Here’s where it gets tricky. We’ve predicted 690 PAs for 2009 A’s 2b. For simplicity, let’s assume that between those 2b, they’ll see 162 DG. In theory, this would be true. In reality….well we’ll get to that later. So, to estimate the DG each 2b sees we’ll just use the formula PA/690*162.

Ellis’ 530 PAs gives him 124 DG. Pennington gets 21. Crosby 6. Petit 6. Patterson 5. Ellis’ 11.9 UZR/150 gives him 9.84 UZR. Now here’s where it gets extra tricky. Of the four remaining 2b, three had such small samples in the majors that their UZR data are meaningless and one had only played at SS in the majors. Given the uncertainty in defensive data, and the small amount of DG for all of the 2b but Crosby, even Pennington (even if Pennington was a +10 defender, he would only put up 1.4 UZR), I’ll assume that collectively they’ll put up .16 UZR. Since Pennington is a SS and he has the most DG, a slight positive would probably be expected.

Together that gives us this line:

Player wRAA UZR Replacement Positional Total Runs
A’s 2009 2b -4.62 10.0 23 2.5 30.9


Well just as we could have guessed from Ellie’s lines by themselves: we were expecting around 3.1 wins from the 2b slot in 2009. So, what happened? Look no further:


Player PA wRAA wOBA DG UZR UZR/150 Positional Replacement Total Runs
Mark Ellis 410 -6.40 0.310 148 1.8 1.6 1.48 13.67 10.55
Adam Kennedy 222 6.10 0.362 63 -4.6 -11.2 0.80 7.40 9.70
Gregorio Petit 22 -2.00 0.219 9 -1.9 -32.7 0.08 0.73 -3.09
Eric Patterson 19 -0.40 0.302 7 -1.7 -41.2 0.07 0.63 -1.40
Bobby Crosby 17 0.30 0.348 2 0.3 22.9 0.06 0.57 1.23
Jack Hannahan 2 0.20 0.446 0 0 0 0.01 0.07 0.27
Total 692 -2.2 0.325 229 -6.1 -4.0 2.5 23.07 17.27


Okay, so what does all that data mean? Well, let’s start with the biggest piece. Ellis got 410 PAs. If you’re too lazy to scroll up I predicted he would get 530 PAs. So, I was off by 120. Oh well, you win some; you lose some. With the PAs he did get, he put up a .310 wOBA. The average prediction was .322. The difference between the .310 wOBA and a .322 in 410 PAs is about 4 runs.

While Ellis lost about 5 runs from his prediction with his bat, the biggest problem was with his glove. Ellis put up a 1.8 UZR in 148 DG. It’s remarkable that Ellis could lose 10 runs, a full win, off his prediction and still put up a positive UZR. But he did.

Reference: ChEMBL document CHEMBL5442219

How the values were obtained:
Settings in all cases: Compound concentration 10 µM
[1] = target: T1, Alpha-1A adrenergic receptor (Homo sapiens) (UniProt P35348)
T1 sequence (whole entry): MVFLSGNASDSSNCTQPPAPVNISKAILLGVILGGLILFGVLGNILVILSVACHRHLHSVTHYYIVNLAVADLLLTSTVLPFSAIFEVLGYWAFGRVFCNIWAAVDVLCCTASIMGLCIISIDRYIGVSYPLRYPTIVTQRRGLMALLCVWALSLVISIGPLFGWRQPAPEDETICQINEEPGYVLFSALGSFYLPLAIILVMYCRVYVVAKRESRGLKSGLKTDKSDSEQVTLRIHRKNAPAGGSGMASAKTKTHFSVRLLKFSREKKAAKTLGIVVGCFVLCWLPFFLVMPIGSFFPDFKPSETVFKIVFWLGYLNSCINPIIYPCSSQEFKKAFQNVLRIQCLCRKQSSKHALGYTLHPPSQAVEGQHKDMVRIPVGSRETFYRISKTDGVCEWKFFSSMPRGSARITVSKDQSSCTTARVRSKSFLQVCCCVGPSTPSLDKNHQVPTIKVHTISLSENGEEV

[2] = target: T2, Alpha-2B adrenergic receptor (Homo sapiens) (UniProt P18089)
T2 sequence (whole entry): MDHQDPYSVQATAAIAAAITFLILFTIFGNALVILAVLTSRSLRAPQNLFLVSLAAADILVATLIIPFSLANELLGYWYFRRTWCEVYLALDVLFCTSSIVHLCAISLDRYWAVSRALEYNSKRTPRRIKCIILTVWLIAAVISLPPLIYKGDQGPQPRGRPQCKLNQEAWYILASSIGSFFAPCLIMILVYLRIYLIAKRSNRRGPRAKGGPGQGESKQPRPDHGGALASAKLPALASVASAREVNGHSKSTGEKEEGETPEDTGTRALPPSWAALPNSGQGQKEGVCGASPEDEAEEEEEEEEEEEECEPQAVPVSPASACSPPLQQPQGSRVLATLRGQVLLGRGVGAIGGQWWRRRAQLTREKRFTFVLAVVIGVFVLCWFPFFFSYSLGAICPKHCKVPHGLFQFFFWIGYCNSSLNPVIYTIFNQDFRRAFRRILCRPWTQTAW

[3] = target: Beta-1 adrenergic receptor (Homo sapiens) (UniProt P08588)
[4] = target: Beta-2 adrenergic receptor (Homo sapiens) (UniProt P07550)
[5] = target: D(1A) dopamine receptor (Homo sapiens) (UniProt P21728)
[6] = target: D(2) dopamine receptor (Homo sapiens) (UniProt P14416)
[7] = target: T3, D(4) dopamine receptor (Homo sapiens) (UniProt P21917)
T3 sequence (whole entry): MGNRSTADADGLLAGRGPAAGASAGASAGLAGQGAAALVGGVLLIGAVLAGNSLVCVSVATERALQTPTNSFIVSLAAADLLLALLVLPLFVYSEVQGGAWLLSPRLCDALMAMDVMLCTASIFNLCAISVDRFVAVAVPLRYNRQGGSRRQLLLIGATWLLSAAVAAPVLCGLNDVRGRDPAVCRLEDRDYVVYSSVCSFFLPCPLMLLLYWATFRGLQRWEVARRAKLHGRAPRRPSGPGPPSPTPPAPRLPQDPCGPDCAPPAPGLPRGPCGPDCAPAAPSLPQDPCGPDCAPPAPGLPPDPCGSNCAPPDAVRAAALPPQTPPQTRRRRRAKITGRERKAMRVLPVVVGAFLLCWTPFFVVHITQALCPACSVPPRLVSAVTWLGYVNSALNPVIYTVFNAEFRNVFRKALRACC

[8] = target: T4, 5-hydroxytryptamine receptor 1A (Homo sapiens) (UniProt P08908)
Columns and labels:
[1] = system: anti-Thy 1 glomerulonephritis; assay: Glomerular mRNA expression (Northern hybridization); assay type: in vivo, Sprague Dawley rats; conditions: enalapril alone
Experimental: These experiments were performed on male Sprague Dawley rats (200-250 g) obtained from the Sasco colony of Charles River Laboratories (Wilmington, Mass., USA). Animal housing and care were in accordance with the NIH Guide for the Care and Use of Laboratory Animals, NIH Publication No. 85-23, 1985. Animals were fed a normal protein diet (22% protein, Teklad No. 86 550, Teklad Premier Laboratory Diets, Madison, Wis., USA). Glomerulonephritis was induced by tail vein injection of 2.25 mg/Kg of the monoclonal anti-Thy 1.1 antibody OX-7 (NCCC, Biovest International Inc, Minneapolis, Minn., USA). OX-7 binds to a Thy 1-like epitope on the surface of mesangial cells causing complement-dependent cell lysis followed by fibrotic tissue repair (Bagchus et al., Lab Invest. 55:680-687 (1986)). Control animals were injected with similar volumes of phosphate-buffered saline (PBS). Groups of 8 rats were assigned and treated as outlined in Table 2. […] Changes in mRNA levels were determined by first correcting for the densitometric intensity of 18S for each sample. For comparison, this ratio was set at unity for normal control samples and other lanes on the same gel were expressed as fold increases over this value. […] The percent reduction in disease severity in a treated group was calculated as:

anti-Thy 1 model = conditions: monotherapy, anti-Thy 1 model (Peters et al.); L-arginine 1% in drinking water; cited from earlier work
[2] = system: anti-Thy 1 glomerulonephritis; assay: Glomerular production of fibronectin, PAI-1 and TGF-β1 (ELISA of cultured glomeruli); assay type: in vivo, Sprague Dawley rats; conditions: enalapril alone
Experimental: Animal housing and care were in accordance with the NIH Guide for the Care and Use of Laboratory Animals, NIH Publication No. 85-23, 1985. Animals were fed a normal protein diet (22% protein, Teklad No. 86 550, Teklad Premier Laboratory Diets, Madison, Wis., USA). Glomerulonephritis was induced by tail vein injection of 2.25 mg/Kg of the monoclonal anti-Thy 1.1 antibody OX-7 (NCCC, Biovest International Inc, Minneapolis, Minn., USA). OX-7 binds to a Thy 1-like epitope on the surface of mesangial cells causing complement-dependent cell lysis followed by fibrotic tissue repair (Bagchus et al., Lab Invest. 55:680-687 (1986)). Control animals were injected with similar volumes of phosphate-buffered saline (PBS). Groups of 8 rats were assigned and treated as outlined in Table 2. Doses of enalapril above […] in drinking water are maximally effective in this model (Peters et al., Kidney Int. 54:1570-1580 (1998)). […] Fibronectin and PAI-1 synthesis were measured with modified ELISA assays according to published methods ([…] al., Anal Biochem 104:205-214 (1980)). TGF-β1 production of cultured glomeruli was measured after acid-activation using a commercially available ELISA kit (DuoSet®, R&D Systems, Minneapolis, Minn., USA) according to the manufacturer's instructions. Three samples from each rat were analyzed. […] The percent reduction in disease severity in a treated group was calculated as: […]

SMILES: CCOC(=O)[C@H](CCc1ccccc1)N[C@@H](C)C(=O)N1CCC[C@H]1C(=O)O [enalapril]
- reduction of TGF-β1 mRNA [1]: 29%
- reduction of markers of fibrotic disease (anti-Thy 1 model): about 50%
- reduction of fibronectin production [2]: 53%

Now going into the year, we knew Ellis was semi-fragile. I predicted that the replacement Ellis would need at some point would come in house. I predicted it would arrive in the form of Cliff Pennington. But the A’s were trying to contend, and looking at Pennington’s predicted .299 wOBA, it’s understandable why the A’s would look outside the organization.

Soon after the calendar turned to May, Ellis suffered a calf strain. He was out 4-6 weeks. Beane looked outside to Tampa Bay. He acquired Adam Kennedy. Kennedy proceeded to hit remarkably upon arriving in Oakland. Kennedy hit 448/.515/.655 in Week 7 and started gaining some attention for his remarkable line.

Kennedy was very good with the bat the whole time he played 2b. He of course did not keep up his near .450 average or 1.165 OPS, but he still finished with a well above league average .362 wOBA buoyed by his early season run. That was good for his 6.10 wRAA. His glove really hurt his play. Kennedy had a reputation for being a solid glove and his 21.8 UZR/150 in 2008 backed it up. Of course, his 2006 and 2007 UZRs weren’t nearly as good. But his 2003-2005 were very, very good*.

*Ah, defensive stats, you do love to torture us, don’t you?


In 2009, the UZR again confused us. He put up –4.6 UZR good for a –11.2 UZR. That’s what we’d expect out of Eric Patterson instead of Kennedy. But counting replacement, Kennedy still was good for 9.70 runs, almost a full win. Ellis was only worth 10.6 runs. All things counted, Kennedy has to be the second biggest, or at least, second best surprise for the 2009 A’s.

Remember that expression ‘you win some, you lose some’? Well my wins were the predictions of Patterson, Petit and Crosby. Crosby got 17 PAs. I predicted 25. Petit got 22 PAs. I predicted 25. Patterson got 19. I predicted 20. Combined they amassed 2.92 runs worth of value. I predicted 0.45.

In total the 2009 A’s 2b put up 17.3 runs of value. That was 12.7 runs less than our prediction. If we predicted 85 wins in 2009, the 1b data made it become 82. Given our second baseman data, we would have predicted 81 wins. I’ve only covered 2 positions, but we’re already predicting a .500 team. And I just analyzed a position where the A’s got a very nice surprise in the form of Adam Kennedy.

A's 2b value Looking Forward:

Going into 2010, the A’s have $5.5M committed to Ellis. Kennedy is a FA. Patterson, Petit, and Pennington are all under club control, although Patterson is out of options (not positive on that).

In my opinion, Ellis is a good bet for 2010. His UZR will probably revert back to a +7.5-+10 range. His bat will remain slightly below league average. He looks like a 2.5-3 win player. But because of Ellis’ fragility, it might make sense to invest in a backup 2b who’ll be able to provide what Kennedy provided in 2009. Frankly, I don’t think Kennedy can be that player again.

I see two options since I don’t think any player who we can expect to put up 1.0 win value in 200 PA will accept a bench job:

1. Sign a player who can spend most of their time at a different position and switch to 2b when Ellis is injured. In a perfect world, that could be Mark DeRosa. Another option might be a guy like Tejada or if you think way out of the box Adrian Beltre or Eric Hinske.

2. Go with the in-house candidate. Pennington would be OK (but in my perfect world, he’s part of the trade for Drew/Escobar/Hardy), but the true gem could be Cardenas midseason if and only if he’s ready and Ellis is injured.


Next up: 3b